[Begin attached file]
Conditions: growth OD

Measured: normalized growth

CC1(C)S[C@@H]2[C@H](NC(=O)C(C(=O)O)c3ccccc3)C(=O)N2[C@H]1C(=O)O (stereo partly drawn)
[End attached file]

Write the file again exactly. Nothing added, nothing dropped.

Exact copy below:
Conditions: growth OD

Measured: normalized growth

CC1(C)S[C@@H]2[C@H](NC(=O)C(C(=O)O)c3ccccc3)C(=O)N2[C@H]1C(=O)O (stereo partly drawn)